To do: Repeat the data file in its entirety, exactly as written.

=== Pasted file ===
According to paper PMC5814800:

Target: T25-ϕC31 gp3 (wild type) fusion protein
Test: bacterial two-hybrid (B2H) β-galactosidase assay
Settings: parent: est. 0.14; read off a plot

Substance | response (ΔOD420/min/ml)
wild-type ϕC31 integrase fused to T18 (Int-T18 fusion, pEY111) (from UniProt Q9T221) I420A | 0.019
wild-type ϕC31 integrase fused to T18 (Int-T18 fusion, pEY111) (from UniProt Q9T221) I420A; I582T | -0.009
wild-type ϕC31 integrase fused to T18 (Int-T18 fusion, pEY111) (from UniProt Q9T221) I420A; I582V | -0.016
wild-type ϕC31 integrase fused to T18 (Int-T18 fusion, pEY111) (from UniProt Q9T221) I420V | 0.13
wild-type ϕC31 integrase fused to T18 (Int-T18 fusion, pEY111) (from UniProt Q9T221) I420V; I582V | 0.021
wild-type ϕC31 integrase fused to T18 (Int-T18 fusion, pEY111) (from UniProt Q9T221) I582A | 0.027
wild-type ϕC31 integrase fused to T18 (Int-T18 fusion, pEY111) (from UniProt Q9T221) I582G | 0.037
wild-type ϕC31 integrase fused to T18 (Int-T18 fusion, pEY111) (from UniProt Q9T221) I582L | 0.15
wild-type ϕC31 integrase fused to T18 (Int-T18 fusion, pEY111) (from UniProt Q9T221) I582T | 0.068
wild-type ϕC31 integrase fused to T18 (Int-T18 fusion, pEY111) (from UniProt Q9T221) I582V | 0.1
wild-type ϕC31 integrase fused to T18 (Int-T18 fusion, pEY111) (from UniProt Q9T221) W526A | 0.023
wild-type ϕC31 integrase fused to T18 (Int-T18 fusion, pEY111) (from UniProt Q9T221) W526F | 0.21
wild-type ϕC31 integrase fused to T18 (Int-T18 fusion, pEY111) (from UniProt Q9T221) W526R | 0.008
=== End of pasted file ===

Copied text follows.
According to paper PMC5814800:

Target: T25-ϕC31 gp3 (wild type) fusion protein
Test: bacterial two-hybrid (B2H) β-galactosidase assay
Settings: parent: est. 0.14; read off a plot

Substance | response (ΔOD420/min/ml)
wild-type ϕC31 integrase fused to T18 (Int-T18 fusion, pEY111) (from UniProt Q9T221) I420A | 0.019
wild-type ϕC31 integrase fused to T18 (Int-T18 fusion, pEY111) (from UniProt Q9T221) I420A; I582T | -0.009
wild-type ϕC31 integrase fused to T18 (Int-T18 fusion, pEY111) (from UniProt Q9T221) I420A; I582V | -0.016
wild-type ϕC31 integrase fused to T18 (Int-T18 fusion, pEY111) (from UniProt Q9T221) I420V | 0.13
wild-type ϕC31 integrase fused to T18 (Int-T18 fusion, pEY111) (from UniProt Q9T221) I420V; I582V | 0.021
wild-type ϕC31 integrase fused to T18 (Int-T18 fusion, pEY111) (from UniProt Q9T221) I582A | 0.027
wild-type ϕC31 integrase fused to T18 (Int-T18 fusion, pEY111) (from UniProt Q9T221) I582G | 0.037
wild-type ϕC31 integrase fused to T18 (Int-T18 fusion, pEY111) (from UniProt Q9T221) I582L | 0.15
wild-type ϕC31 integrase fused to T18 (Int-T18 fusion, pEY111) (from UniProt Q9T221) I582T | 0.068
wild-type ϕC31 integrase fused to T18 (Int-T18 fusion, pEY111) (from UniProt Q9T221) I582V | 0.1
wild-type ϕC31 integrase fused to T18 (Int-T18 fusion, pEY111) (from UniProt Q9T221) W526A | 0.023
wild-type ϕC31 integrase fused to T18 (Int-T18 fusion, pEY111) (from UniProt Q9T221) W526F | 0.21
wild-type ϕC31 integrase fused to T18 (Int-T18 fusion, pEY111) (from UniProt Q9T221) W526R | 0.008